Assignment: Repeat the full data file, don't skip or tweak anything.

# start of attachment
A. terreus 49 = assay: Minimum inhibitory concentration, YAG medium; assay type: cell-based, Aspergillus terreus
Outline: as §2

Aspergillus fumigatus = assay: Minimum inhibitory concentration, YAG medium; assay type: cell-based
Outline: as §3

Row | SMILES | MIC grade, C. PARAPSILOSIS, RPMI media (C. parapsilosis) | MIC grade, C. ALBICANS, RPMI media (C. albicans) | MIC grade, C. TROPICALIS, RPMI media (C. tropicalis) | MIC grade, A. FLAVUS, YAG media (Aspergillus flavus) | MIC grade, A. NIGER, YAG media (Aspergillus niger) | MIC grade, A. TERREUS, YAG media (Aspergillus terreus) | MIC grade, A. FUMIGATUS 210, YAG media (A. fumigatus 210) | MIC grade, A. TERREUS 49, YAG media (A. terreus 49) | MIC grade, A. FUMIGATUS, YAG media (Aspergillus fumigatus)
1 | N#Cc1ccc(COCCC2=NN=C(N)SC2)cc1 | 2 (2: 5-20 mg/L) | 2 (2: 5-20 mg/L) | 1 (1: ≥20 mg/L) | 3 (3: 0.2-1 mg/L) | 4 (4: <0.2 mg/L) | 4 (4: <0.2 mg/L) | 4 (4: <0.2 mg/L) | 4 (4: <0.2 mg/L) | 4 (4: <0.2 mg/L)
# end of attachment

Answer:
A. terreus 49 = assay: Minimum inhibitory concentration, YAG medium; assay type: cell-based, Aspergillus terreus
Outline: as §2

Aspergillus fumigatus = assay: Minimum inhibitory concentration, YAG medium; assay type: cell-based
Outline: as §3

Row | SMILES | MIC grade, C. PARAPSILOSIS, RPMI media (C. parapsilosis) | MIC grade, C. ALBICANS, RPMI media (C. albicans) | MIC grade, C. TROPICALIS, RPMI media (C. tropicalis) | MIC grade, A. FLAVUS, YAG media (Aspergillus flavus) | MIC grade, A. NIGER, YAG media (Aspergillus niger) | MIC grade, A. TERREUS, YAG media (Aspergillus terreus) | MIC grade, A. FUMIGATUS 210, YAG media (A. fumigatus 210) | MIC grade, A. TERREUS 49, YAG media (A. terreus 49) | MIC grade, A. FUMIGATUS, YAG media (Aspergillus fumigatus)
1 | N#Cc1ccc(COCCC2=NN=C(N)SC2)cc1 | 2 (2: 5-20 mg/L) | 2 (2: 5-20 mg/L) | 1 (1: ≥20 mg/L) | 3 (3: 0.2-1 mg/L) | 4 (4: <0.2 mg/L) | 4 (4: <0.2 mg/L) | 4 (4: <0.2 mg/L) | 4 (4: <0.2 mg/L) | 4 (4: <0.2 mg/L)